It’s 2020 now: Apache Hadoop 3.x state of the union and upgrade guidance
Who is this presentation for?Data engineers, data architects, developers
Apache Hadoop YARN is the modern distributed operating system for big data applications. It morphed the Hadoop compute layer into a common resource-management platform that can host a wide variety of applications. Many organizations leverage YARN in building their applications on top of Hadoop without repeatedly worrying about resource management, isolation, multitenancy issues, etc. The Hadoop distributed file system (HDFS) is the primary data storage system used by Hadoop applications. It employs a NameNode and DataNode architecture to implement a distributed file system that provides high-performance access to data across highly scalable Hadoop clusters.
Wangda Tan and Arpit Agarwal cover the current status of Apache Hadoop 3.x—how it’s used today in deployments large and small—and the exciting present and future of Hadoop 3.x, features that further strengthen Hadoop as the primary resource-management platform as well as the storage system for enterprise data centers.
You’ll discover the current status and the future promise of features and initiatives for YARN and HDFS of Hadoop 3.×. YARN 3.x, has powerful container placement, global scheduling, support for machine learning (Spark) and deep learning (TensorFlow) workloads through GPU and field-programmable gate array (FPGA) scheduling and isolation support, extreme scale with YARN federation, containerized apps on YARN, support for long-running services (alongside applications) natively without any changes, seamless application and services upgrades, powerful scheduling features like application priorities, intraqueue preemption across applications and operational enhancements including insights through Timeline Service v2, a new web UI, better queue management, etc. Also, HDFS 3.0 announced GA for erasure coding, which doubles the storage efficiency of data and reduces the cost of storage for enterprise use cases. HDFS added support for multiple standby NameNodes for better availability.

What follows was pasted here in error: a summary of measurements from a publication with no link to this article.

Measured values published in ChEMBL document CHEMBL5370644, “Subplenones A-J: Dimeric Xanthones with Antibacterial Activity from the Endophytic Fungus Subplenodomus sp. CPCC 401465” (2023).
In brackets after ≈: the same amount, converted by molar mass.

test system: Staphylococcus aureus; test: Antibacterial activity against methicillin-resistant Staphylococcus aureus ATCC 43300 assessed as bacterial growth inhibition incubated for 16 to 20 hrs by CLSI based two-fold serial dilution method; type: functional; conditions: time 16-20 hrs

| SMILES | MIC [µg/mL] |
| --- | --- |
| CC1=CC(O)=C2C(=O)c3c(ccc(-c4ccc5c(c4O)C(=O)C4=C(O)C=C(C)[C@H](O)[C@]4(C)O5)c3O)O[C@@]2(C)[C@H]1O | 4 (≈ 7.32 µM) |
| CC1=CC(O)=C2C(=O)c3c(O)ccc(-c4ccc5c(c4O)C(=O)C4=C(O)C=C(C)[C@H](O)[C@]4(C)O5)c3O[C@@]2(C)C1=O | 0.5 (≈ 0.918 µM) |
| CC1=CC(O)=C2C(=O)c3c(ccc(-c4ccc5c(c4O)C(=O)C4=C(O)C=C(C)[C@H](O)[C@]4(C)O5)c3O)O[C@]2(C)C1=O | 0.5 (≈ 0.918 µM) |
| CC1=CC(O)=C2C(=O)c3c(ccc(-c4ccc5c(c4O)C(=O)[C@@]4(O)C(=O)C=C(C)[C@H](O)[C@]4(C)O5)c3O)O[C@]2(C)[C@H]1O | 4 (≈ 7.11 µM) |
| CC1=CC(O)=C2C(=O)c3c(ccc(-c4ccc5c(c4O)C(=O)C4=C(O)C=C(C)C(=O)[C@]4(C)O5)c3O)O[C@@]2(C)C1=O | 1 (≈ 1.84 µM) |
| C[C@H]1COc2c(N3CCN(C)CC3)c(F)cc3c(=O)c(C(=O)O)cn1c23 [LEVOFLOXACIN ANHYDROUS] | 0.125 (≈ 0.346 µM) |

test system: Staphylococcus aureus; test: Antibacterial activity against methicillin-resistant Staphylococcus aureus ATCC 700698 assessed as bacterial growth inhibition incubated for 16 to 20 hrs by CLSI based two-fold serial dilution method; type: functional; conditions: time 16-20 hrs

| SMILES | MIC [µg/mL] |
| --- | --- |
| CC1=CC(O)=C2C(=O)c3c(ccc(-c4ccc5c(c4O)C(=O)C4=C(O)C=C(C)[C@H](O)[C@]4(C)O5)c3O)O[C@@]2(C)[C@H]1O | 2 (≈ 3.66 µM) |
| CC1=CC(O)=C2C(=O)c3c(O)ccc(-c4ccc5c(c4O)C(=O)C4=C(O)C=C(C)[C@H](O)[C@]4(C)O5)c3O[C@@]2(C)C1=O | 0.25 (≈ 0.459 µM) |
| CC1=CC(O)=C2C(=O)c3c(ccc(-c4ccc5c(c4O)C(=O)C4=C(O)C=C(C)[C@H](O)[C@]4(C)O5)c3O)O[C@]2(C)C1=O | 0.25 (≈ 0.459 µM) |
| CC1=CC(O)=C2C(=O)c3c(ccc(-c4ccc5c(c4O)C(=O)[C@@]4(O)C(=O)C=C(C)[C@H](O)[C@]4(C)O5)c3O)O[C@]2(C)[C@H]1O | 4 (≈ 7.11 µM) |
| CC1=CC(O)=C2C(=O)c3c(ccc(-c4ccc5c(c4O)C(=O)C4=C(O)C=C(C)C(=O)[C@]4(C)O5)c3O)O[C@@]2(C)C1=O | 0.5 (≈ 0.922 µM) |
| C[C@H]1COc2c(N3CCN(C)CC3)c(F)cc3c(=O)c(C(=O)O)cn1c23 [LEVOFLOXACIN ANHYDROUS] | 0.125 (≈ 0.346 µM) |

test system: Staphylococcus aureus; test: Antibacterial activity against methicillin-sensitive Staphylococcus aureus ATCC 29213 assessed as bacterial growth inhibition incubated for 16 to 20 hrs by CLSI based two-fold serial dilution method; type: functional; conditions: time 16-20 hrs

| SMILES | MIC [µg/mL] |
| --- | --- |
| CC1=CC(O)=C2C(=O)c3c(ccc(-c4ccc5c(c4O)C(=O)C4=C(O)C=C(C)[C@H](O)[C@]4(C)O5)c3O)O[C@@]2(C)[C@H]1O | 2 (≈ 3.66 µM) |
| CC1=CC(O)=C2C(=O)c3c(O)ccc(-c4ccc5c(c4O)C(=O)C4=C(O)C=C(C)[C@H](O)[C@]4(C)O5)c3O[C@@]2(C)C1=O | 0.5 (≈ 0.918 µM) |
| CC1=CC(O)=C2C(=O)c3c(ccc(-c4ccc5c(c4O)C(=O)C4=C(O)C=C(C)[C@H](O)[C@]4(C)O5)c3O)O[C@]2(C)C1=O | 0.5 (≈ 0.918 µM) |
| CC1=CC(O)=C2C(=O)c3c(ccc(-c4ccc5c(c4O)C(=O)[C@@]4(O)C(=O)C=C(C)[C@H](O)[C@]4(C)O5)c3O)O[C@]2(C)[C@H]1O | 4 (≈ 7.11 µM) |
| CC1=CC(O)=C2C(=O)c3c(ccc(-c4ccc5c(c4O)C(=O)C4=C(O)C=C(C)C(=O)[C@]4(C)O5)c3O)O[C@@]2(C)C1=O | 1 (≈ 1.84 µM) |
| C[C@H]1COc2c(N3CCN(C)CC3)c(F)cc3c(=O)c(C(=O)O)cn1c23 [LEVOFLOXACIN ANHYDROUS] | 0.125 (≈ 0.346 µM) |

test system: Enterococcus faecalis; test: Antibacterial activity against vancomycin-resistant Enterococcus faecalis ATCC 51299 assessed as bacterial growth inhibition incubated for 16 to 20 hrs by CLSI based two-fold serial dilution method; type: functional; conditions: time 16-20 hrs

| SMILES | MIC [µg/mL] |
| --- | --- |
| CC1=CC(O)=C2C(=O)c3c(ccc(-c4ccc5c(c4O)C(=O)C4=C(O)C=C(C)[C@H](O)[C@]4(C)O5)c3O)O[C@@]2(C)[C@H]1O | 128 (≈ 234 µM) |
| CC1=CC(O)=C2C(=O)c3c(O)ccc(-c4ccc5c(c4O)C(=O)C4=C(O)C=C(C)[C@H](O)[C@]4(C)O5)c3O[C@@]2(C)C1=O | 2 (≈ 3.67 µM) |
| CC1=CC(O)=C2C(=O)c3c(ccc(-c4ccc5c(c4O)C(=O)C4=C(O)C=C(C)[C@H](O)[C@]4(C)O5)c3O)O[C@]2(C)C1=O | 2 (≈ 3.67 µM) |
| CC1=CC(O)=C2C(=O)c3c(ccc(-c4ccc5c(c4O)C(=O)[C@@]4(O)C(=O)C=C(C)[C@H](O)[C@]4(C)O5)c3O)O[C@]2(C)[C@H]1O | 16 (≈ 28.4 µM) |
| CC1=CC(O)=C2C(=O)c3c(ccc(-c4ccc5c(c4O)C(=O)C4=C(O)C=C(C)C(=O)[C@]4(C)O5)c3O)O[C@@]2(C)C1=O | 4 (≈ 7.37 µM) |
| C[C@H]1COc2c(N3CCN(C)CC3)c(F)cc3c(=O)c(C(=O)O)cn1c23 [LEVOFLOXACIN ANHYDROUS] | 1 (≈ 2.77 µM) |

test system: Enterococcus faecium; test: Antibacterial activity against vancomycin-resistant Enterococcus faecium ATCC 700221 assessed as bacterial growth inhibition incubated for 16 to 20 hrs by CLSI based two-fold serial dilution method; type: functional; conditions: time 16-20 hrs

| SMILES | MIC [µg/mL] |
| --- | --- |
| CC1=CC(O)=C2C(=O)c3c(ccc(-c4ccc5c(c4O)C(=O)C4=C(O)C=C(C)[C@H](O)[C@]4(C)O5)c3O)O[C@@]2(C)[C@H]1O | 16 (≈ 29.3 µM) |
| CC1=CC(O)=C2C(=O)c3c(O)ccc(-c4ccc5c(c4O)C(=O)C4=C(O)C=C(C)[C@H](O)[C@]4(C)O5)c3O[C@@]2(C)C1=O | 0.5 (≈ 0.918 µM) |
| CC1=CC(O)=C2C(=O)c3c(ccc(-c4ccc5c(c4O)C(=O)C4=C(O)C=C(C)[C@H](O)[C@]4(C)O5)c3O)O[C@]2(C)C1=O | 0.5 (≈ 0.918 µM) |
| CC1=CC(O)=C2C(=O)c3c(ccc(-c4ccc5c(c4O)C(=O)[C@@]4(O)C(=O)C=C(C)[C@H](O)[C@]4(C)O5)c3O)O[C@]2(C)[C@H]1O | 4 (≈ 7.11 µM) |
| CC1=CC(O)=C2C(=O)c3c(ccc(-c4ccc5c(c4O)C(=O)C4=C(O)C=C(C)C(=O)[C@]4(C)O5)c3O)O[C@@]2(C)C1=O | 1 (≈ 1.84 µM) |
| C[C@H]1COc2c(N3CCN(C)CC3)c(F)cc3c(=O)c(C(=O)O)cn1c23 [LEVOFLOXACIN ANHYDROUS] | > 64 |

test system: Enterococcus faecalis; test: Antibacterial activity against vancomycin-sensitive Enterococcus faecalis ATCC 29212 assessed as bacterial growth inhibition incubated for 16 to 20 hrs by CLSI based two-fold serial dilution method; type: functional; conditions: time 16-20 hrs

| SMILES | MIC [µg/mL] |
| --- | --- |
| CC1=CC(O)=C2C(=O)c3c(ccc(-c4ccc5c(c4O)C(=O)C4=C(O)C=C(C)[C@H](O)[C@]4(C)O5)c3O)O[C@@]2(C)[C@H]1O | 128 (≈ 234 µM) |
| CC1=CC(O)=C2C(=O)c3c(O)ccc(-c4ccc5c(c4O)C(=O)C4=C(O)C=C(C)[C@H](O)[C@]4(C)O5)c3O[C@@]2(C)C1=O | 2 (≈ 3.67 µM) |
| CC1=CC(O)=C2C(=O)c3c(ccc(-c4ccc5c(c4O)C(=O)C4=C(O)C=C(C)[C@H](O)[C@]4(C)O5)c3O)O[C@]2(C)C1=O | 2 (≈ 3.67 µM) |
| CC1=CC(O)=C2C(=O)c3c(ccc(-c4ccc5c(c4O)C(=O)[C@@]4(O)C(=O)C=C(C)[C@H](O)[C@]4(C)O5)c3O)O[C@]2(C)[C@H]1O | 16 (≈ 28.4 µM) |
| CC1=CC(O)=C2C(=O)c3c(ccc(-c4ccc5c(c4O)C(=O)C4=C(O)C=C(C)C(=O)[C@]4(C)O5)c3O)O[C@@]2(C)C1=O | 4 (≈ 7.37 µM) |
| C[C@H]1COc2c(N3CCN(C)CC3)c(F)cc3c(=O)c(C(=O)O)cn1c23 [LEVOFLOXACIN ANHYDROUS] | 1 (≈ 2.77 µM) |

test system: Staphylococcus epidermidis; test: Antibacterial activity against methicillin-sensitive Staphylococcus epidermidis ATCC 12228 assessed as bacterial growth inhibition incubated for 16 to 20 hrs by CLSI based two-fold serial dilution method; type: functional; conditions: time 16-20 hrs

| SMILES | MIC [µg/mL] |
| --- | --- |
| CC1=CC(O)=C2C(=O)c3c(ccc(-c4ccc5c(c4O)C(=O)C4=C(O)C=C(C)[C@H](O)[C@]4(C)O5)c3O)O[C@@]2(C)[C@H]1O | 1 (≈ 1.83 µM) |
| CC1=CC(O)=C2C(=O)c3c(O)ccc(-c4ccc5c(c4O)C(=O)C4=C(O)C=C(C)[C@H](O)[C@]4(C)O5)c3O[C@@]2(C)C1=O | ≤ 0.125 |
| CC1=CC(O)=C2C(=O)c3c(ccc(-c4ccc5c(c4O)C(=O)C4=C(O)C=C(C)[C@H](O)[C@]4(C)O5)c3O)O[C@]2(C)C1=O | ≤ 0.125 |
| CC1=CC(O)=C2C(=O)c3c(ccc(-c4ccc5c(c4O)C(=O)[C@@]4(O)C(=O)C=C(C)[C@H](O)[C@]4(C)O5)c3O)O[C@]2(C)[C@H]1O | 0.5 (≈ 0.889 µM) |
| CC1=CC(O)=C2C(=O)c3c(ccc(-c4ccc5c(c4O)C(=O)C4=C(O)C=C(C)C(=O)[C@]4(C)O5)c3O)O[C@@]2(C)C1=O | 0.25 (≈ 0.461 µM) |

For better reliability of metadata and easier operations, Journal nodes have been enhanced to sync the edit log segments to protect against rolling failures. Disk balancing within a DataNode was another important feature added to ensure disks are evenly used in a DataNode, which also ensures better aggregate throughput, and prevents from lopsided use if new disks are added or replaced in a DataNode. The HDFS team is driving the Ozone initiative, which lays the foundation of the next generation of storage architecture for HDFS where data blocks are organized in storage containers for higher scale and handling of small objects in HDFS. The Ozone project also includes an object store implementation to support new use cases.
And since more and more users are planning to upgrade from 2.x to 3.x to get all those benefits, you’ll get upgrade guidance from Hadoop 2.x to 3.×.
- Experience using and developing with Hadoop (and its friends like Spark, Flink, Hive, etc.)
What you'll learn
- Understand what's new in Hadoop 3.x (in 2020) and 2.x -> 3.x
- Get upgrading guidance
Wangda Tan is a product management committee (PMC) member of Apache Hadoop and engineering manager of the computation platform team at Cloudera. He manages all efforts related to Kubernetes and YARN for both on-cloud and on-premises use cases of Cloudera. His primary areas of interest are the YuniKorn scheduler (scheduling containers across YARN and Kubernetes) and the Hadoop submarine project (running a deep learning workload across YARN and Kubernetes). He’s also led features like resource scheduling, GPU isolation, node labeling, resource preemption, etc., efforts in the Hadoop YARN community. Previously, he worked on integration of OpenMPI and GraphLab with Hadoop YARN at Pivotal and participated in creating a large-scale machine learning, matrix, and statistics computation program using MapReduce and MPI and Alibaba.
Arpit Agarwal is an engineer in the storage team at Cloudera and an active HDFS/Hadoop committer since 2013.
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